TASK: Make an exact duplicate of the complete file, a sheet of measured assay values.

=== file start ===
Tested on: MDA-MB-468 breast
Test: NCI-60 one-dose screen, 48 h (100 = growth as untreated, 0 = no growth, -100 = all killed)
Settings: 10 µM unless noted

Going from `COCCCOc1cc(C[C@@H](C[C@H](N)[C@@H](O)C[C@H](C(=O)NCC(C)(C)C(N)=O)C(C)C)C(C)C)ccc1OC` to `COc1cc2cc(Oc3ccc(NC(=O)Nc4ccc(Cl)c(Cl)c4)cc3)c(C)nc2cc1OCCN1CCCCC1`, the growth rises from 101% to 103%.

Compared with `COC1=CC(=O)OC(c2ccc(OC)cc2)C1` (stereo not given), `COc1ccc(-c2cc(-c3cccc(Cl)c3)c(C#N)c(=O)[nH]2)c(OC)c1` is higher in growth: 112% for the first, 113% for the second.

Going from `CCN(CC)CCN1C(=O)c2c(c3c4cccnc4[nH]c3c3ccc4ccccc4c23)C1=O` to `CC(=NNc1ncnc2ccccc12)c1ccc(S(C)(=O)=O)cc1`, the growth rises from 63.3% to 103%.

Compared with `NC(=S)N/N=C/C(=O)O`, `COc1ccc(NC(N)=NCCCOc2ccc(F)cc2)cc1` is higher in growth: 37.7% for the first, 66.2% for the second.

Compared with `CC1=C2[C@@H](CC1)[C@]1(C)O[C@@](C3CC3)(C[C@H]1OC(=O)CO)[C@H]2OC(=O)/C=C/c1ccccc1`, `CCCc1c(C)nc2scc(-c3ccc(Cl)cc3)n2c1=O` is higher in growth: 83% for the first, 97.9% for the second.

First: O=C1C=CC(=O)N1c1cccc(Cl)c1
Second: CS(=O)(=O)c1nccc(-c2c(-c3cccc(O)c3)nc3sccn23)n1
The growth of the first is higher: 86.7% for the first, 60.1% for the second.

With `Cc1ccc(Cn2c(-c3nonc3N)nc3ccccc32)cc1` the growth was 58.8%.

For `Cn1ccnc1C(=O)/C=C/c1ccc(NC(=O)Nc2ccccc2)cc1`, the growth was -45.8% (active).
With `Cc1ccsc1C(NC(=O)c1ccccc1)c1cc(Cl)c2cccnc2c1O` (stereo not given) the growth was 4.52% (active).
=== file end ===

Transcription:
Tested on: MDA-MB-468 breast
Test: NCI-60 one-dose screen, 48 h (100 = growth as untreated, 0 = no growth, -100 = all killed)
Settings: 10 µM unless noted

Going from `COCCCOc1cc(C[C@@H](C[C@H](N)[C@@H](O)C[C@H](C(=O)NCC(C)(C)C(N)=O)C(C)C)C(C)C)ccc1OC` to `COc1cc2cc(Oc3ccc(NC(=O)Nc4ccc(Cl)c(Cl)c4)cc3)c(C)nc2cc1OCCN1CCCCC1`, the growth rises from 101% to 103%.

Compared with `COC1=CC(=O)OC(c2ccc(OC)cc2)C1` (stereo not given), `COc1ccc(-c2cc(-c3cccc(Cl)c3)c(C#N)c(=O)[nH]2)c(OC)c1` is higher in growth: 112% for the first, 113% for the second.

Going from `CCN(CC)CCN1C(=O)c2c(c3c4cccnc4[nH]c3c3ccc4ccccc4c23)C1=O` to `CC(=NNc1ncnc2ccccc12)c1ccc(S(C)(=O)=O)cc1`, the growth rises from 63.3% to 103%.

Compared with `NC(=S)N/N=C/C(=O)O`, `COc1ccc(NC(N)=NCCCOc2ccc(F)cc2)cc1` is higher in growth: 37.7% for the first, 66.2% for the second.

Compared with `CC1=C2[C@@H](CC1)[C@]1(C)O[C@@](C3CC3)(C[C@H]1OC(=O)CO)[C@H]2OC(=O)/C=C/c1ccccc1`, `CCCc1c(C)nc2scc(-c3ccc(Cl)cc3)n2c1=O` is higher in growth: 83% for the first, 97.9% for the second.

First: O=C1C=CC(=O)N1c1cccc(Cl)c1
Second: CS(=O)(=O)c1nccc(-c2c(-c3cccc(O)c3)nc3sccn23)n1
The growth of the first is higher: 86.7% for the first, 60.1% for the second.

With `Cc1ccc(Cn2c(-c3nonc3N)nc3ccccc32)cc1` the growth was 58.8%.

For `Cn1ccnc1C(=O)/C=C/c1ccc(NC(=O)Nc2ccccc2)cc1`, the growth was -45.8% (active).
With `Cc1ccsc1C(NC(=O)c1ccccc1)c1cc(Cl)c2cccnc2c1O` (stereo not given) the growth was 4.52% (active).